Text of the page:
China ready to challenge western dominance in water sports

July 26th, 2008 - 1:25 pm ICT by IANS  

Beijing, July 26 (Xinhua) Host China announced its biggest-ever Olympic delegation and strongest-ever in water sports in an attempt to break the decades-long dominance by western countries in the so-called “events of the elite”. The Chinese delegation named Friday is a long list of 639 athletes, including 56 in rowing, paddling and kayaking at the Shunyi Olympic Canoeing-Kayaking Park. The rowers, canoeists and paddlers from the host country will participate in 11 rowing events, all four slalom events and 11 flatwater events of canoeing and kayaking.

China has made progress in water sports in leaps and bounds in the past decade. It sent competitors to water sports in the second half of the last century, but it claimed its first-ever Olympic gold medal in flatwater C2 500 metres in Athens four years ago. This time, it stands ready to demand a larger share of the cake.

“We have several events where China can try to get the highest titles,” China Water Sports Center Director Wei Di told Xinhua.

He also said that China had achieved considerable progress in rowing, canoeing and kayaking over the last nine years, constituting a serious challenge to the Western countries, which have dominated the discipline for several decades.

“Four gold medals will be up for grabs in the first days of the Olympics. The first two gold medals have nothing to do with China. We are rather weak in these fields. But we can try to win the second day’s final racing in kayak 1 women and canoe 2 men.” he said.

Wei Di attributed the achievements made by China in slalom racing to the country’s huge investment in the area.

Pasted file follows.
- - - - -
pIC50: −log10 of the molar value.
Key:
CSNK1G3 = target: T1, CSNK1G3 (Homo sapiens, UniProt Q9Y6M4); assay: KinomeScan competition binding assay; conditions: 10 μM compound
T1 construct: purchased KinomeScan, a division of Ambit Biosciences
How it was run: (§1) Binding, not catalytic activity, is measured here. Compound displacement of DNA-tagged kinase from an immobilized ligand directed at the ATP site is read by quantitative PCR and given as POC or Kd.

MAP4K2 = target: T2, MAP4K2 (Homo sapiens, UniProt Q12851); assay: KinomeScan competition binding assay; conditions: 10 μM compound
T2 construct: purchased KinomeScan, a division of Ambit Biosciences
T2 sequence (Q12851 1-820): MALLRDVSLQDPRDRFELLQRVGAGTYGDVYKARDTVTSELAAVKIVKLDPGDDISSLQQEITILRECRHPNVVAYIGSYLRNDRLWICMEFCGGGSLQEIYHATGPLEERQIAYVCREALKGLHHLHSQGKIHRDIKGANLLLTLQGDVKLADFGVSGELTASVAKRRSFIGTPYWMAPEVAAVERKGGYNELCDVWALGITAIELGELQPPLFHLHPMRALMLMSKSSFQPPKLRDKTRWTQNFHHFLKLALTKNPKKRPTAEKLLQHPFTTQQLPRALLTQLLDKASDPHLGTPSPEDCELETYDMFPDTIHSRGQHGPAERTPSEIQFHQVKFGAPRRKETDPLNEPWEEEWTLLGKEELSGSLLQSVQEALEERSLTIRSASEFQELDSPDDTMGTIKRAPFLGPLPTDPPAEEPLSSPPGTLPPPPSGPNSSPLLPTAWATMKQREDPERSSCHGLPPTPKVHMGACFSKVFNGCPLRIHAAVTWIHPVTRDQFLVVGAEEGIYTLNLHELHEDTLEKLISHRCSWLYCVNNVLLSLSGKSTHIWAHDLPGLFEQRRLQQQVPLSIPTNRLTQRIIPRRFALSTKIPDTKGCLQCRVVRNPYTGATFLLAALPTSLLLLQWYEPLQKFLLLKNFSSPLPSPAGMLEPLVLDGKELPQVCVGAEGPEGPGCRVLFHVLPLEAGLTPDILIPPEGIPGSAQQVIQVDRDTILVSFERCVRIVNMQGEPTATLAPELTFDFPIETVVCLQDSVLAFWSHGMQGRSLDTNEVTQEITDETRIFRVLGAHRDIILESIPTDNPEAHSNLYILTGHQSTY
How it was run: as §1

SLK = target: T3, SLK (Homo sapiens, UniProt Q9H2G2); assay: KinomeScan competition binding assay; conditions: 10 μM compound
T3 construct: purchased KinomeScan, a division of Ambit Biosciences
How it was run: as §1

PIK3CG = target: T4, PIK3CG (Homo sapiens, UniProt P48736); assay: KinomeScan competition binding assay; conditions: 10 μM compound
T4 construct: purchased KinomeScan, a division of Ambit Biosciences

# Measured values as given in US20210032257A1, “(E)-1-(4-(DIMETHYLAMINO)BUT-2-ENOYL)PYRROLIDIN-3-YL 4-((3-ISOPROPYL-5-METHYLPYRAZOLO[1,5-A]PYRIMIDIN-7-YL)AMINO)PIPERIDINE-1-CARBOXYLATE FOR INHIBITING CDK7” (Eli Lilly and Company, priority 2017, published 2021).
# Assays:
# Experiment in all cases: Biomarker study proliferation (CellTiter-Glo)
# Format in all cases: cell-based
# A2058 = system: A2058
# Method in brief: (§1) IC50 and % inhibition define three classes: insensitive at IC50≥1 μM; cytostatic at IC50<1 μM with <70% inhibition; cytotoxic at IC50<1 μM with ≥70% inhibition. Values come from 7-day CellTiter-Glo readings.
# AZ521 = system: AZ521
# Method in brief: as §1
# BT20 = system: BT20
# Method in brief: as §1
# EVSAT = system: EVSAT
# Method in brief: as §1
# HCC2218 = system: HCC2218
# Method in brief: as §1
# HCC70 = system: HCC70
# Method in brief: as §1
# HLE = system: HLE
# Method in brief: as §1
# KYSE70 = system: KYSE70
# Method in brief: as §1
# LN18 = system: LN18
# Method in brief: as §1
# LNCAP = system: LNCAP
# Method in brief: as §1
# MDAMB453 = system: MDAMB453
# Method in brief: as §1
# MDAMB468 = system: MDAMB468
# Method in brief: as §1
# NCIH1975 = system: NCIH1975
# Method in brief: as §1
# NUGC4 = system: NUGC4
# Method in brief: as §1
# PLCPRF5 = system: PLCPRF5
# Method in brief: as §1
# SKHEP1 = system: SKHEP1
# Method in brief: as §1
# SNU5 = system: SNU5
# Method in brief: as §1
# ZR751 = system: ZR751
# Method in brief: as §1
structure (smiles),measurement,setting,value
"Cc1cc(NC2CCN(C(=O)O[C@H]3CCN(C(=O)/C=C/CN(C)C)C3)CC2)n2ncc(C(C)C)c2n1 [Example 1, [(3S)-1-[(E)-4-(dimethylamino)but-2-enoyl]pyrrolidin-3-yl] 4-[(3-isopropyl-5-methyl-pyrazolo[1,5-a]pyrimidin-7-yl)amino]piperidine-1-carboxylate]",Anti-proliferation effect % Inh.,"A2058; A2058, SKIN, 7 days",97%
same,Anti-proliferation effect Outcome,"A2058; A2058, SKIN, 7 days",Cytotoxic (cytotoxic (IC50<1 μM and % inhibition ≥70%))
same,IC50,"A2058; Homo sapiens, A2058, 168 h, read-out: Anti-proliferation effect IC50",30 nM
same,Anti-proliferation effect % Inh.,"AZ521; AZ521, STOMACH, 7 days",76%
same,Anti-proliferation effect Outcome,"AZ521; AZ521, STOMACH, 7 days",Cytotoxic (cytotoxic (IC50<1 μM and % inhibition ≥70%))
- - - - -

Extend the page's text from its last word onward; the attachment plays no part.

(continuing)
“We now have 10 competition venues in the country and five of them are up to international standards,” he said.

In flatwater racing, Yang Wenjun and Meng Guanliang, who won the C2 500 metre race in Athens Olympics, are favourites to defend their title in Beijing because they are in good shape.

As for rowing, Wei said that Chinese athletes can try to win medals in LW2X, W4X and LM4-, adding that M8+ is also an event where China can try to secure a medal.

Wei said that there were several new faces in the Chinese team because these athletes had made “commendable progress” over the last two years or in the run-up to the Beijing Games.

The Chinese rowers will live near the Shunyi Olympic Rowing-Canoeing Park from Aug 3 to prepare for the races which start Aug 9, Wei Di said.

He did not speculate on the number of gold medals the Chinese athletes can get in water sports in the coming regatta, but said that China aims high and is trying to accomplish the goals.

Rowing as an Olympic discipline is as old as modern Olympics. Canoeing and kayaking flatwater became an Olympic discipline in 1936 while slalom racing made its appearance in the Olympic Games in Munich in 1972 and then had to wait until 1992 to be reinstated to the Olympic programme.

Western countries have dominated the water sports for several decades. Statistics show that over 90 percent of gold medals have been won by Western athletes in modern Olympic Games. Rowing is as popular in Britain as table tennis in China. As rowing, canoeing and kayaking are very expensive hobbies in the west, they have long been taken as “events of the elite”. Most countries in the developing world shy away from the events for lack of funds.

But now things are changing rapidly.

More and more athletes hailing from other continents come to challenge European dominance in water sports. South Africa, New Zealand, Australia and China are popping up in this field.

Tags: , , , , , , , , , , , , , , , , , , ,

Posted in World |